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The current economical situation may be a bad news for international education providers of greater value services. However, Myanmar people’s willingness to gain international education standard has been growing since long ago. Parents are willing to invest in their children’s international education. They take education as investment and this seems to be a real risky investment for some Myanmar families because it can end up with debts for the other family members. Therefore, the children, themselves are very hard working and always look forwards to their further self-improvement. The families who take risk might think that something that doesn’t break them will make them grow stronger. Based on what I have known from talking to fellow Myanmar citizens, compared to Myanmar students who are studying abroad at Primary or Secondary levels of education, tertiary level students form a much larger percentage.

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Currently, President Thein Sein has introduced National Comprehensive Development Plan (NCDP), 20-year plan for reformation. However, in order to achieve this long term goal, the country in turn, has short term ones like FESR (Framework for Economic and Social Reform) which outlines priorities up to 2015. One of the goals of this includes achieving average GDP growth of 7.7%. So, this should be the good news for all the globalization companies including international education providers who have interest on Myanmar market.

According to the survey conducted by British Council Exams Services in March 2008, out of the 1,285 candidates who sat for the International English Language Testing System (IELTS) from April to December 2007, 37.2 per cent of them were Singapore bound while 33.2 per cent headed for Australia and New Zealand (British Council, 2008). “At the end of the upper secondary level (grade 11), students sit for the matriculation examination to enter the tertiary level” (British Council, 2008). The education system is based on the UK’s system the British colonized Myanmar for about one century.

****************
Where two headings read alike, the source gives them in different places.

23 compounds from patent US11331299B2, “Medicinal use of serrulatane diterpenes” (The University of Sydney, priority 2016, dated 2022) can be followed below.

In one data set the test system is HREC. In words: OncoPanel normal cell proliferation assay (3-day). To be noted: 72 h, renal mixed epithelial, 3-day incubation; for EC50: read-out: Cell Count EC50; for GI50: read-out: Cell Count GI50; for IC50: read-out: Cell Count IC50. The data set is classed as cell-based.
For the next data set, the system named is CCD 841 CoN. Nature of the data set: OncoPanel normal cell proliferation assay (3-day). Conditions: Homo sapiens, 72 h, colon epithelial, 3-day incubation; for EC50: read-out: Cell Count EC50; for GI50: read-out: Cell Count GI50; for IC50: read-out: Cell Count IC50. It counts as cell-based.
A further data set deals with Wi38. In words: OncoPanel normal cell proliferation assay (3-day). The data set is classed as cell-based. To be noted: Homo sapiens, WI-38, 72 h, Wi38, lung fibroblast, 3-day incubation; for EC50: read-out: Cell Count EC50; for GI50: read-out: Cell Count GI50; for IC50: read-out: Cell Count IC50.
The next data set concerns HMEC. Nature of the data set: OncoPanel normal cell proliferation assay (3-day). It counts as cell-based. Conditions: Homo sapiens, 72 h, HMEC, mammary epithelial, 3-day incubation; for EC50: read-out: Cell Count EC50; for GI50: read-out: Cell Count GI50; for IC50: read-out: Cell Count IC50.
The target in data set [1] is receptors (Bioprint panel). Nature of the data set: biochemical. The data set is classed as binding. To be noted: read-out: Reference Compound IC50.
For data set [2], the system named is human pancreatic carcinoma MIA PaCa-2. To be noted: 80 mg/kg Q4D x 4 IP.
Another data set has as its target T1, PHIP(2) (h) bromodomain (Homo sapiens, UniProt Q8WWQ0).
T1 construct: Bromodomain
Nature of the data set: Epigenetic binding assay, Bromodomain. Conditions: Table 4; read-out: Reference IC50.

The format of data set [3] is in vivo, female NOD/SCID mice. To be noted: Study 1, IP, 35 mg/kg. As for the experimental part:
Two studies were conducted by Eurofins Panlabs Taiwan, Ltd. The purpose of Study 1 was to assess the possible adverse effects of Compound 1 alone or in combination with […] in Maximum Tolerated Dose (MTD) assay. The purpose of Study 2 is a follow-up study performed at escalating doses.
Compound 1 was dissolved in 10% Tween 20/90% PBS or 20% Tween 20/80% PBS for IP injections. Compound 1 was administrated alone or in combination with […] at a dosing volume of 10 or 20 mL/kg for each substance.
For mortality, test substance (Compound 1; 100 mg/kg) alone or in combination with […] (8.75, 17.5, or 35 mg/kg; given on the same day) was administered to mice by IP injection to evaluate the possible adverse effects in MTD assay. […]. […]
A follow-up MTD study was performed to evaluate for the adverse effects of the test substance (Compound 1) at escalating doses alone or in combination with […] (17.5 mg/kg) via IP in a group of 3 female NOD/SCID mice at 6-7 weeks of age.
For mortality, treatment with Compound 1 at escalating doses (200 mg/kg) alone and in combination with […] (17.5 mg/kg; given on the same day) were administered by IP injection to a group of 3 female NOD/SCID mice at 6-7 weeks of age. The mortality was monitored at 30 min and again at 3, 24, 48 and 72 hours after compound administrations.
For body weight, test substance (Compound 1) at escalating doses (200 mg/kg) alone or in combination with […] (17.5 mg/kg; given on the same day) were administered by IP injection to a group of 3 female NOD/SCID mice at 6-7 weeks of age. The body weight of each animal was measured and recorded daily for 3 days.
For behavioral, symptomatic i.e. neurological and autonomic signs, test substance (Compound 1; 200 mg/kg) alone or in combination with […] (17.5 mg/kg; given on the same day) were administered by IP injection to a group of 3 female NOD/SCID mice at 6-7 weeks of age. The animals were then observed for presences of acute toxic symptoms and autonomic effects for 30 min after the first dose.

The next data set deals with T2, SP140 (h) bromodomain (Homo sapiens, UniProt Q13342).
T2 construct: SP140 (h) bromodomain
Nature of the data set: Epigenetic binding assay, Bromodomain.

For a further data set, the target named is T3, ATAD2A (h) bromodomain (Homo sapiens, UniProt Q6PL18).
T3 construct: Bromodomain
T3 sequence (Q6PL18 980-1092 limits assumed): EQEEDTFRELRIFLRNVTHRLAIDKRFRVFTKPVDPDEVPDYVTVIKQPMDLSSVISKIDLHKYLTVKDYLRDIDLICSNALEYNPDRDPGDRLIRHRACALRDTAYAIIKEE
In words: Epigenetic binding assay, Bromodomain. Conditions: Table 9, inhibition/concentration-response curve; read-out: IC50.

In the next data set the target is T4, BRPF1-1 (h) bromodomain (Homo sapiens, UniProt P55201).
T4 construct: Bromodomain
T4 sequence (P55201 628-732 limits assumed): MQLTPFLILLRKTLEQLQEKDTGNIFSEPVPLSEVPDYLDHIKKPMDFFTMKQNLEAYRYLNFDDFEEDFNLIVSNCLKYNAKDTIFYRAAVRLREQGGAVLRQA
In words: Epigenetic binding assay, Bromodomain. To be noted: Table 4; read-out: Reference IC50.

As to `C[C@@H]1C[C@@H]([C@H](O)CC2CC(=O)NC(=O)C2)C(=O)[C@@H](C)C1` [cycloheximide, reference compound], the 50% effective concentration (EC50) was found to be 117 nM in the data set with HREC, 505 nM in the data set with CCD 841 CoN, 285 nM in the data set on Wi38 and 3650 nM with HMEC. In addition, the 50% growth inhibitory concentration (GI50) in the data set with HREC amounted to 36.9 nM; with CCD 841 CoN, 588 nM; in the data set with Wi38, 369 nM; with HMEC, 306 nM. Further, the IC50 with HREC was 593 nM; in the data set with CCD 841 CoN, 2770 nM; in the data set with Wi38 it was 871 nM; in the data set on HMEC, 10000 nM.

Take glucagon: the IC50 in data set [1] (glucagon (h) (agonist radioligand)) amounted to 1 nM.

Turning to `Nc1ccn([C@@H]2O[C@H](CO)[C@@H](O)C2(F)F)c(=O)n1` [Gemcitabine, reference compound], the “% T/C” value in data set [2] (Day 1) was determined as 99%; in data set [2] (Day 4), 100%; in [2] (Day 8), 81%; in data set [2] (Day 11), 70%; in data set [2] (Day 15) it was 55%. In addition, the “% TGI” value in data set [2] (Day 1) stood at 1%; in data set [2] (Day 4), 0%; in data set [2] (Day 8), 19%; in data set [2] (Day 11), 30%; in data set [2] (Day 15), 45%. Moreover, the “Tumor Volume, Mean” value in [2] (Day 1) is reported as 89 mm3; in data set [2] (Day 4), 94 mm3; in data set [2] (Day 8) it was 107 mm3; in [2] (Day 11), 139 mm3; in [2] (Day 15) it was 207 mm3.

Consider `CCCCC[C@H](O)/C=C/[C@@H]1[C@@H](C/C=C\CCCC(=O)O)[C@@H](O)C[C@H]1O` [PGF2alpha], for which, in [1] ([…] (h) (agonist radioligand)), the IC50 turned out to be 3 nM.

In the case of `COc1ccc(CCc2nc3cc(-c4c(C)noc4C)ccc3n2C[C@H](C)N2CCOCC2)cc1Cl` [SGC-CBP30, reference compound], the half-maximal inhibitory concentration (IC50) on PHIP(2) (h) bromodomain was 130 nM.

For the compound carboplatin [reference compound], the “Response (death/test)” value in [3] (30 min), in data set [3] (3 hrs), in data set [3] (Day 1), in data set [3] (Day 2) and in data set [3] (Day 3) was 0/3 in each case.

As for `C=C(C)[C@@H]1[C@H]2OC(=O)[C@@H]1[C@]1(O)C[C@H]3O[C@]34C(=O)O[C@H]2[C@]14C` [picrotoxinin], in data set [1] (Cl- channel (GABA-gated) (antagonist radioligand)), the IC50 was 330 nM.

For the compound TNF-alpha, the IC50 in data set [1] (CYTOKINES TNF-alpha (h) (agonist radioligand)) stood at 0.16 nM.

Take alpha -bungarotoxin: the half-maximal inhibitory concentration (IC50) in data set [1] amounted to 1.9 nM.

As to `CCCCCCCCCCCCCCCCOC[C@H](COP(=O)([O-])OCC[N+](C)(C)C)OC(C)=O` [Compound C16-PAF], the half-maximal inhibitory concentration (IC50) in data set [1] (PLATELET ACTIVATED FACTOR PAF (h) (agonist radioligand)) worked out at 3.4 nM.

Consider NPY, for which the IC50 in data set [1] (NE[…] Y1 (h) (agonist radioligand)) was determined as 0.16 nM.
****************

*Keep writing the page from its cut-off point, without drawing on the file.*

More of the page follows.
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Today, most of the Myanmar students are studying business related subjects. Compared to those of the elder generation, many young generations of Myanmar choose to do business as their professional career in the hope that their country might develop as others. This is because of the developing state of Myanmar’s Economy seen with their eyes. In old times, most of the parents in Myanmar want their children to be doctors as the only choice to show that their children are hard-working.  From what I am aware, most of the students studied engineering related subjects in abroad. In recent years however, another field, Business related subjects, has been chosen as a preferred course. Parents start to accept the business related subjects as career-defining subjects in the hope that there will be much more opportunities in the country after reformation of open market economy.

Now, we have to keep an eye on what will really happen next.Image

The Starting Point of Instant Noodle Culture in Myanmar